Martin had issues with several Fins
Agent Rick Smith told ESPN that Martin is doing very well but wouldn't say when his client would return to the team.
More from ESPN.com
Threats. Insults. Racial slurs. This might be the norm for the Miami Dolphins right now, but this is simply not very normal, writes James Walker. Blog
• NFL Nation: Who's more responsible?
• SportsNation: Give us your take
• Radio: Colin Cowherd | Jack Ford
• First Take: Skip, Stephen A react
Jason Whitlock says that a prison yard mentality is largely to blame for the highly charged dysfunction surrounding Richie Incognito and Jonathan Martin. Story
• NFL Nation: Players' reactions
• Gutierrez: Olson, Incognito speak
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• espnW: What is a real man in sports?
• Isaacson: How does it end?
ProFootballTalk.com, citing multiple league sources, reported Wednesday night that Smith called Dolphins general manager Jeff Ireland before his client left the team Oct. 28 and complained about the manner in which the second-year player was being treated by Incognito.
In response, Ireland suggested Martin respond to Incognito physically and specifically mentioned that he should "punch" the veteran guard, the sources told ProFootballTalk.com.
Representatives for Martin have turned over evidence of harassment to the Dolphins, the NFL and the NFL Players Association.
Commissioner Roger Goodell appointed attorney Ted Wells to direct an independent investigation into the Dolphins' workplace conduct. That report will be made public.
Martin's family has hired attorney David Cornwell to represent Martin's legal interests in the issues with the Dolphins.
The hiring was earlier reported by Fox Sports. Cornwell released a statement Thursday night on Martin's behalf.
NFL Players Association executive director DeMaurice Smith released a statement Thursday saying he's been in contact with Miami players.
"I continue to be in touch with players in Miami, their representatives and player leadership, and I look forward to information that defines the full scope of the NFL's investigation," he said. "Every NFL player should expect safe and professional working conditions. The NFLPA has taken steps to ensure that every one of our affected members is represented. It is our duty as a union to learn the full facts, protect the interests of players involved and hold management accountable to the highest standards of fairness and transparency."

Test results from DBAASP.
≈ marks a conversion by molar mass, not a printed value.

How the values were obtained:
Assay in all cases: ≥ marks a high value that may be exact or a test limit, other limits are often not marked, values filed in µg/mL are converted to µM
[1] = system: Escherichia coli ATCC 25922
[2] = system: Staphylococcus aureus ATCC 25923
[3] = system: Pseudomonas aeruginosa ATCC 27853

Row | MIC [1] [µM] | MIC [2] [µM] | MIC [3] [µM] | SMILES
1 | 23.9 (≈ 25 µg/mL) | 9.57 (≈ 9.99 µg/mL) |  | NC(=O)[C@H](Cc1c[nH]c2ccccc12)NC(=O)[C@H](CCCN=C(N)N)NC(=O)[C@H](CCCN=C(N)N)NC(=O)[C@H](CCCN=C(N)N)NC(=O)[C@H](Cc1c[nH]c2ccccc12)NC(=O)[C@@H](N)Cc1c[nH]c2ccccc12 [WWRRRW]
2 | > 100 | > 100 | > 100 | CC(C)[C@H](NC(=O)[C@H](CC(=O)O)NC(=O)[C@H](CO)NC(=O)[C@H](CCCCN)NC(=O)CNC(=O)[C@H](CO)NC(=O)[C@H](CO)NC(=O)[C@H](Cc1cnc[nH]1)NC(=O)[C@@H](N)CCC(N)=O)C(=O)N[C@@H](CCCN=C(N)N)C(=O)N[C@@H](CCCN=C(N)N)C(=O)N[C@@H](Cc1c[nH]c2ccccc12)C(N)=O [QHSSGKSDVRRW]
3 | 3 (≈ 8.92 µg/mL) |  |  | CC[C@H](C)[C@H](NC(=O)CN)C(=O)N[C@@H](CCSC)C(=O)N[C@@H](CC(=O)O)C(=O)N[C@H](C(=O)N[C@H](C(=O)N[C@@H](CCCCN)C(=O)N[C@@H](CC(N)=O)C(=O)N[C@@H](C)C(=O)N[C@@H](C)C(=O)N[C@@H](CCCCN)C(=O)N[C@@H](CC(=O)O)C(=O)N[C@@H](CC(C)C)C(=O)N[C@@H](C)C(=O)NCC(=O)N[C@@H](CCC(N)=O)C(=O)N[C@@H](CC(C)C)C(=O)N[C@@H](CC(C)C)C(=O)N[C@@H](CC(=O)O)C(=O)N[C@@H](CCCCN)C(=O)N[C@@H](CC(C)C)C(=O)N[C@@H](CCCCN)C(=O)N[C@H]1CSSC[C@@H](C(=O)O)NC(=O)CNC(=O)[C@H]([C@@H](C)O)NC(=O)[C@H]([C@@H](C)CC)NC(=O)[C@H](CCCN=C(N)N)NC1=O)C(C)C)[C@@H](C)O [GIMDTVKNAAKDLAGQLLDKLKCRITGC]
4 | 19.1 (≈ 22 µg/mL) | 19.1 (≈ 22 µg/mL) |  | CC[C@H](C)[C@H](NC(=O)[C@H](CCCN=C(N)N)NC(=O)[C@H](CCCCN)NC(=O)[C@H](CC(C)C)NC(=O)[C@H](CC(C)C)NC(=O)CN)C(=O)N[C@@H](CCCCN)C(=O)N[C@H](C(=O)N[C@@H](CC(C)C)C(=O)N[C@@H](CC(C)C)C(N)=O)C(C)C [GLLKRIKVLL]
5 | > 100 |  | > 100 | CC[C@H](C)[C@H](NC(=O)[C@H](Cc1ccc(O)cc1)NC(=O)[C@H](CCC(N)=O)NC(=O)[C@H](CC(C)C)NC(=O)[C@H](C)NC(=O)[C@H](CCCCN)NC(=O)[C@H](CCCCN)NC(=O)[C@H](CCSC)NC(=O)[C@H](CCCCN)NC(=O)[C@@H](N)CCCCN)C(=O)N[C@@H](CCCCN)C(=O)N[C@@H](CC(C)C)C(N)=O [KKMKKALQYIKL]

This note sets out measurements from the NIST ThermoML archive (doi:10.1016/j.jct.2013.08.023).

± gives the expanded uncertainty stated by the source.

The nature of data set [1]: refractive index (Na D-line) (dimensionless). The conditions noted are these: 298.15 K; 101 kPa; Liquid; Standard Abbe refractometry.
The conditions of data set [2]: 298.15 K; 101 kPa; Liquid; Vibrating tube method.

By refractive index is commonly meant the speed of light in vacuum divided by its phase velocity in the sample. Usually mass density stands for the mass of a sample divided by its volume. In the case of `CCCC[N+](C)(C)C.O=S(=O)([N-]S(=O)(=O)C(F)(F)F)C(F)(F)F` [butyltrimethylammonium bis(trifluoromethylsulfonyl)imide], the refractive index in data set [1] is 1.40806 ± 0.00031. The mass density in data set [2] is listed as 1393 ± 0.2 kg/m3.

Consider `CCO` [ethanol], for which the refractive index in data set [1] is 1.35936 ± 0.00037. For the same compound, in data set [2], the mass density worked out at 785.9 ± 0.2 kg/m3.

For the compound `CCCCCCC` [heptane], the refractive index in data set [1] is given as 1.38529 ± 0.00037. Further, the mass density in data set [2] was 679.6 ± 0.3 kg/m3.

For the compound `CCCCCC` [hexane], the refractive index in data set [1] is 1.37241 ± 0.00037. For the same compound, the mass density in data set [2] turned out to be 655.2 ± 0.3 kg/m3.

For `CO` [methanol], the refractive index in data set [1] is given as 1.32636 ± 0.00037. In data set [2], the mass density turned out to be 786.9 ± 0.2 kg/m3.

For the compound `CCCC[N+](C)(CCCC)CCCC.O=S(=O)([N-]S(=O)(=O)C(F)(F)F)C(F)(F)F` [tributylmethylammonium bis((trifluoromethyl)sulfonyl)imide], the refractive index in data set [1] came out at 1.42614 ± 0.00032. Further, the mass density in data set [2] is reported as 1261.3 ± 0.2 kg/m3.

Mike and Mike
ESPN NFL Insider Chris Mortensen gives his take on the investigation into the Dolphins' suspension of Richie Incognito, whether Miami's coaches and front office could face discipline and more.
On Wednesday, veteran Dolphins players offered overwhelming support for Incognito while also displaying anger toward Martin, who left the team after claims of harassment and misconduct.
"I think if you have a problem with somebody -- a legitimate problem with somebody -- you should say, 'I have a problem with this,' and stand up and be a man," offensive tackle Tyson Clabo said. "I don't think what happened is necessary. I don't know why he's doing this, and the only person who knows why is Jonathan Martin."
Oakland Raiders offensive coordinator Greg Olson, who coached Incognito in St. Louis, said Thursday he had spoken this week with Incognito.
"He felt it was taken out of context so he felt like he had a good relationship in that locker room with not only the player in question, but most of the players in the locker room," Olson said of Incognito.
Multiple sources confirmed to ESPN on Monday that Incognito used racial epithets and profane language toward Martin on multiple occasions. In a transcript of a voice mail message from April, Incognito referred to Martin as a "half n----- piece of s---," and added, "F--- you, you're still a rookie. I'll kill you."
Some Dolphins players were aware of the contents in the voice mail, but many defended Incognito against claims that he is racist and intended to harm Martin.
"If I'm not mistaken, this is the same guy [Martin] who was laughing about this voice mail at one point and time, first of all," receiver Brian Hartline said. "Second of all, I believe that, if you go through the whole voice mail, there's some things said that you probably shouldn't say in general, friends or not friends. But I know for a fact that I've said things to my friends that I kind of wish I never said, either.
"With that being said, I never thought it was a death threat. I never thought he was actually going to do the things he said. If you can't take validity from one part of the voice mail, how do you take validity from the whole voice mail? You can't pick and choose what parts count and which parts don't count."
Asked to clarify whether Martin laughed at the voice mail, Hartline hedged.
"I just remember it was being passed around at one point as a joke. I could be mistaken."
Dolphins players described Incognito and Martin as good friends. Quarterback Ryan Tannehill even described Martin as a protégé of Incognito.
"Richie said, 'Jonathan is like my little brother,'" Tannehill said of a past conversation. "I think that's an accurate depiction. He gave him a hard time. He messed with him. But he was the first one there to have his back in any situation."
ESPN.com Dolphins reporter James Walker and ESPN.com Raiders reporter Paul Gutierrez contributed to this report.
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